Still, with Marc Gasol returning after a 12-game absence on Wednesday, one game after Siakam and Norman Powell came back, these are exciting times for the Raptors. While Wednesday might have been a hard one to watch, these have to be good signs as the Raptors head into the second half of the regular season.
The Raptors led Wednesday’s game by as much as 30 points, but nearly saw that lead evaporate in the fourth quarter.
Toronto started the game very strong, scoring 38 points in the first quarter on nearly 70 per cent shooting before finishing up the opening half with a 73-55 advantage.
In the third quarter, the Raptors got sloppy with the ball, turning it over seven times allowing OKC to crawl back into the game and enter the fourth down only 14.
Then in the final period, it was the Raptors’ defence that let them down as they allowed the Thunder to put up a 38-point frame of their own and saw that 30-point gap shrink to as few as three points with 2:09 left to play.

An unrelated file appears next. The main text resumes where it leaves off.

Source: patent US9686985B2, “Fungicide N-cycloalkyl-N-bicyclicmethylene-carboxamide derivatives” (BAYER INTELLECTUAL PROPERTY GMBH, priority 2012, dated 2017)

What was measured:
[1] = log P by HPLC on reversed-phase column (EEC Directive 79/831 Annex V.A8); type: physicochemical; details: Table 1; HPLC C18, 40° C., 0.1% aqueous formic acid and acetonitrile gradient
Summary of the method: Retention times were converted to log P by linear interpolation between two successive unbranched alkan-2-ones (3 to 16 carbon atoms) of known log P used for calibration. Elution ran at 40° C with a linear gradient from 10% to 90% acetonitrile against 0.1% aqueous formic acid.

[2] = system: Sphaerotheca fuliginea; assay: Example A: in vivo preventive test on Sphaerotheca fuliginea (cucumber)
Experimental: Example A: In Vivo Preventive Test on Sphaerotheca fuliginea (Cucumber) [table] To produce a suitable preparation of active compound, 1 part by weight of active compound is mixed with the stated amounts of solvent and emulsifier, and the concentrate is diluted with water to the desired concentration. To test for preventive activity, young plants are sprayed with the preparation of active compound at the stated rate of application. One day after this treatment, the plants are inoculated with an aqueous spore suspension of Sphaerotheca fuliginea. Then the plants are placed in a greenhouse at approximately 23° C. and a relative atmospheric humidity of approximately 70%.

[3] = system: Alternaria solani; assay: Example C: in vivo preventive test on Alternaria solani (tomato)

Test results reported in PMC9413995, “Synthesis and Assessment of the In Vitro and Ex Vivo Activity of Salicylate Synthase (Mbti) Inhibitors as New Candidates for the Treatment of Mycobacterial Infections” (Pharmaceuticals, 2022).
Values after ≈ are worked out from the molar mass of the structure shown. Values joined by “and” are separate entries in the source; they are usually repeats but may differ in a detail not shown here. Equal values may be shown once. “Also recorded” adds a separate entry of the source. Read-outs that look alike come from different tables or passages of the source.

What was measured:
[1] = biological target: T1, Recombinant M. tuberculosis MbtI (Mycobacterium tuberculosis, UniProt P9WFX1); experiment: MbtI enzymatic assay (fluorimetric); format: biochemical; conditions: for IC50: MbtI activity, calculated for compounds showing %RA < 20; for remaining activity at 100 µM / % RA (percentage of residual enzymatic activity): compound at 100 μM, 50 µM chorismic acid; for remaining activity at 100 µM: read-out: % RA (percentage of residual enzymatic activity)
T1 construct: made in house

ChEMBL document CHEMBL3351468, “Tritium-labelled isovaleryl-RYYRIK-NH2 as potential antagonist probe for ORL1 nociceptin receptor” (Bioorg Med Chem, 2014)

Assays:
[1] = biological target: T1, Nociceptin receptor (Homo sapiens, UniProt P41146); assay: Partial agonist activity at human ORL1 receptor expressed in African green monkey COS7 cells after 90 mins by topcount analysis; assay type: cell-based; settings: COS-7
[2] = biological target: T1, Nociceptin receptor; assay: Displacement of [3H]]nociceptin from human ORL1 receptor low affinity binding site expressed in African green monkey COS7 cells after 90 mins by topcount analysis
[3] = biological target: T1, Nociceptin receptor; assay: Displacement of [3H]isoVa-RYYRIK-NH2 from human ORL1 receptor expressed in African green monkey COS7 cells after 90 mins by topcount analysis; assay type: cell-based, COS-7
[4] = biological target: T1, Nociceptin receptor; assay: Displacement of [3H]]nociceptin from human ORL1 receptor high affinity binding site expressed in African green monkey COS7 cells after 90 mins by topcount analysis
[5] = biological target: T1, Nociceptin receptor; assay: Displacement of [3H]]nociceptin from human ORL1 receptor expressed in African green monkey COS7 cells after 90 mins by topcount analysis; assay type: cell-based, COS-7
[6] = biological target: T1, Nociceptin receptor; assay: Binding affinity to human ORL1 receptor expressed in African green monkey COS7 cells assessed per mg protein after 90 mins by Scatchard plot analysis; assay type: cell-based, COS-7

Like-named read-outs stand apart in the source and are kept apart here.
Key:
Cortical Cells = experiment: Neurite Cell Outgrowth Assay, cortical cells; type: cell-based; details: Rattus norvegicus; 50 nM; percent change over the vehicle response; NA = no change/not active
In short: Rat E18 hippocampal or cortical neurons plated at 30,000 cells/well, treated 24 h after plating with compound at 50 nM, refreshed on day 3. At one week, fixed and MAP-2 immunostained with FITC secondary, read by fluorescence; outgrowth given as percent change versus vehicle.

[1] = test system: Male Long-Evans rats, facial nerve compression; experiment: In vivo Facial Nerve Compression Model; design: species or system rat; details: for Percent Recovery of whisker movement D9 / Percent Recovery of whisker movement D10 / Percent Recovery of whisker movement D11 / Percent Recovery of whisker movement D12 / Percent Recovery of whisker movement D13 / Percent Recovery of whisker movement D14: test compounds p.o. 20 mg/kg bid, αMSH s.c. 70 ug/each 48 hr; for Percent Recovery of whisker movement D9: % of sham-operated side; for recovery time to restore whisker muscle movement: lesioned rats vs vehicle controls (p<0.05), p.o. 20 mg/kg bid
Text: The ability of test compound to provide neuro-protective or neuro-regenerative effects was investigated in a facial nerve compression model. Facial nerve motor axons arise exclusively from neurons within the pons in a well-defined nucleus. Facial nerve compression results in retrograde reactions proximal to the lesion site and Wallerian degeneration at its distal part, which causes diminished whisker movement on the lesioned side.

It made for great entertainment with the game turning from a laugher into a nail-biter down the stretch, but this should still be concerning for Toronto as it’s becoming a trend for the team.
Had OKC managed to complete the comeback, this would’ve been the third time in four games where the Raptors would’ve blown a fourth-quarter lead.
The two other games in question are the ones against the Portland Trail Blazers last week and Sunday’s game versus the San Antonio Spurs. In each of those matchups, it was thought that the major point of contention for the Raptors was their poor fourth-quarter offence. However, this growing issue of poor final-frame play may have more to do with the Raptors’ defence.
The offence was fine Wednesday, but the Raptors allowed OKC to score 33 points in the final quarter, something very similar to the 32 and 36 spots, respectively, in the fourth that the Blazers and Spurs had against the Raptors recently.